Dive Into the Future of Direct Mail Marketing: 4 Fresh Tips

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Direct mail is one of the most classic and effective marketing tools nonprofits can leverage for fundraising. However, determining how it fits into your strategy can be quite a marketing challenge.

By utilizing technology to support direct mail marketing campaigns, nonprofits are able to maximize their reach and increase their ROI. In other words, when you’re able to tailor your messaging and donor lists to those who are most responsive to direct mail, you’ll be able to strengthen your nonprofit outreach efforts, build better relationships with your supporters, and secure donations.

According to Meyer Partners nonprofit marketing guide, there are four tips to keep your direct mail marketing fresh and lucrative. Let’s take a close look!

1. Segment Your Donors

Carefully selecting recipients can help cut costs for the campaign and ensure you’re sending the right messages to the right people. Use your donor database to select current and previous donors who would be most likely to give. Look for things such as:

  • How recently has the donor contributed?
  • Has the donor given multiple gifts, or only one gift?
  • What are key constituencies within your file (alumni? grateful patients? etc.)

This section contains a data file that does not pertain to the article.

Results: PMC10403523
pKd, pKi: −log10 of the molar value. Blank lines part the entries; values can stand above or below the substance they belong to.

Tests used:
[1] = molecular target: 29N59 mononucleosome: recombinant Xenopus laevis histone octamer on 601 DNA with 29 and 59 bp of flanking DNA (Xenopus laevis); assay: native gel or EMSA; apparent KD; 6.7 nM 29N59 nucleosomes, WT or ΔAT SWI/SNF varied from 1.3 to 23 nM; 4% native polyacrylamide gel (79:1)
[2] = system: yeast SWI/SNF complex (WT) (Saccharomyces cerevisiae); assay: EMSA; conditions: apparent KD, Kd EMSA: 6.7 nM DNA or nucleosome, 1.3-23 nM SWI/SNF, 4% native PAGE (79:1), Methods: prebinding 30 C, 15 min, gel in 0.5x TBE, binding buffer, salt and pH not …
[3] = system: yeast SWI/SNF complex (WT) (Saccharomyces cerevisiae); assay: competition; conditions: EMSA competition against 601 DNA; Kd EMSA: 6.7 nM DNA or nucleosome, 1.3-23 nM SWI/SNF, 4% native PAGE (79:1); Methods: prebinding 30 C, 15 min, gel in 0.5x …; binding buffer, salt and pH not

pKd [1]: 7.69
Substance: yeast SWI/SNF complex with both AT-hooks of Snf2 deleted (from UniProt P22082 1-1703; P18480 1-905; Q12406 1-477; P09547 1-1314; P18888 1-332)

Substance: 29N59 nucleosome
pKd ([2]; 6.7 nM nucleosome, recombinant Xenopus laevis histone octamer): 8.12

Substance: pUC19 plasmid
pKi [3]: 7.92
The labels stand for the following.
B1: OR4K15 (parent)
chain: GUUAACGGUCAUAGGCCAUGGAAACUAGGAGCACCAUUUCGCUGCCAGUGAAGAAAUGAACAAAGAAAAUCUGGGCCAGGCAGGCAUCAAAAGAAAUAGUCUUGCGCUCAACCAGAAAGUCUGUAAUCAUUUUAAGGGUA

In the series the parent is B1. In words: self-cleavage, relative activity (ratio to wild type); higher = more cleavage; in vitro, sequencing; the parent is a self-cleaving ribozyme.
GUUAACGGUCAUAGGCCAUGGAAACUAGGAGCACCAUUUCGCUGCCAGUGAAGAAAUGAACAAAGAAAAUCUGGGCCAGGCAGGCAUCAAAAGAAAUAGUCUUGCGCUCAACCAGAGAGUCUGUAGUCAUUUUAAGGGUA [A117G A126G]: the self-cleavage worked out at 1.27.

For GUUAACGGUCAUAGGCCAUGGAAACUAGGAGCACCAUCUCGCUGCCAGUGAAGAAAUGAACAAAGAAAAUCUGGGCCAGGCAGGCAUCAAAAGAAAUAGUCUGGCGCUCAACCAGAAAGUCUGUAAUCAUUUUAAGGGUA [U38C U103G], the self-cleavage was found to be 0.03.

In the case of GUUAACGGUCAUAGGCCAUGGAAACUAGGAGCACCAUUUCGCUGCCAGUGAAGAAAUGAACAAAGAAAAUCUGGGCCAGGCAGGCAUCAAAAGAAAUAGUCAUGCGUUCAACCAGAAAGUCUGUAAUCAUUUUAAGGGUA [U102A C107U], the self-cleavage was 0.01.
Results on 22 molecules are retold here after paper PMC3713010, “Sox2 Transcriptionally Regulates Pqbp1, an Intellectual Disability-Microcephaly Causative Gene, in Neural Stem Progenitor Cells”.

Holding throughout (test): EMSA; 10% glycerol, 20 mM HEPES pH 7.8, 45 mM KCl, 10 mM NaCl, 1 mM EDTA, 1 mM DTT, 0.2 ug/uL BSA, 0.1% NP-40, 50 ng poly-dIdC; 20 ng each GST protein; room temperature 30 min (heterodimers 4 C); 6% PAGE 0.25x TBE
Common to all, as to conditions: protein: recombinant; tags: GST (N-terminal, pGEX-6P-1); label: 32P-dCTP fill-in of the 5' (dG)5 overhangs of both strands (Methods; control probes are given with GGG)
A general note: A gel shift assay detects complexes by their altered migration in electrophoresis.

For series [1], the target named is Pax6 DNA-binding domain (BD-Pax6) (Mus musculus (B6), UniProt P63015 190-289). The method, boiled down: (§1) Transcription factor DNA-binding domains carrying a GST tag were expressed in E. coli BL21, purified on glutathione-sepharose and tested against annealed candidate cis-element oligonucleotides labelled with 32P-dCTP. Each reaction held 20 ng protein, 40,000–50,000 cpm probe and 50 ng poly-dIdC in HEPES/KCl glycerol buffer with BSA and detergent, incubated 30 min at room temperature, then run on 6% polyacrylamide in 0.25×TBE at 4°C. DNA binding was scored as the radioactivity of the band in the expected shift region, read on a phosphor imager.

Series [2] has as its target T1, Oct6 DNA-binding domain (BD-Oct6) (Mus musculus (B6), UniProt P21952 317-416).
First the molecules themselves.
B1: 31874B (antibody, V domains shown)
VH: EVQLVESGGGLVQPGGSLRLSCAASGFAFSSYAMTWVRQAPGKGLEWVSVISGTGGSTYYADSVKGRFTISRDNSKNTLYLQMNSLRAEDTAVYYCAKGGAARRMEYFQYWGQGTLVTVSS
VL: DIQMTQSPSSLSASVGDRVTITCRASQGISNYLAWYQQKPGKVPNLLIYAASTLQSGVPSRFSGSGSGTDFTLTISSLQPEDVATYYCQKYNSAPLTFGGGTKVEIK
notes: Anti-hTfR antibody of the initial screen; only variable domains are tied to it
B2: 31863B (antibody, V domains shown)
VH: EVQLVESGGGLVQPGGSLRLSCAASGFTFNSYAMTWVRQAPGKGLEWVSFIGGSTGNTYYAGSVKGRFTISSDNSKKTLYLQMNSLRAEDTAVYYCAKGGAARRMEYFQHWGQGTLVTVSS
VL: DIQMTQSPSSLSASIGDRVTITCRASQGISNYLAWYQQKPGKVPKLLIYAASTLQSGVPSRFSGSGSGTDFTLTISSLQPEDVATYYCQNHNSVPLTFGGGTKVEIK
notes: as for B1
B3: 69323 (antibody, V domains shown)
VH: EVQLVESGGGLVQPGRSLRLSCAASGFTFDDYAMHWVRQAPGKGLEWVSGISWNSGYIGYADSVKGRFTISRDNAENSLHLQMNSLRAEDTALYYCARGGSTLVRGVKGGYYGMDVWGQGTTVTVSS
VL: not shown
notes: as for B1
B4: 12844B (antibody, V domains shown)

Donors who have been responsive to direct mail in the past or those who donate via mail are an obvious donor segment to choose, but also look for recurring donors within those segments that you have the potential to upsell.

Past giving trends are the key predictor of future giving. Today, predictive modeling is available to harness the power of artificial intelligence to look at each and every past contribution—helping you meet your goals for net revenue as well as donor retention. Use your donor data to refine your messaging and mailing lists for a greater ROI.

2. Personalize Your Appeals

Generous donors typically receive mail from multiple organizations. Be sure to tailor messages appropriately for key constituency segments to maximize the impact of your appeals. Use data related to their past engagement to help make your communications more relevant.

Here are some pieces of information to include for personalizing direct mail:

  • First and last name
  • Previous donation amount(s)
  • How many times they have donated
  • Past volunteer experiences

As feasible, add handwritten notes to underscore your personal relationship with, and appreciation of, the donor. You will need to weigh how many notes can be added on a timely basis, but perhaps your CEO and major gift officers can add handwritten notes for donors in their portfolios. You want donors to feel special and remind them that their individual contribution has a large impact.

3. Don’t Forget the Call-to-Action

What’s the next step the donor can take to further their engagement with your cause? Here are some simple ways to guide donors to the next step when sending appeals: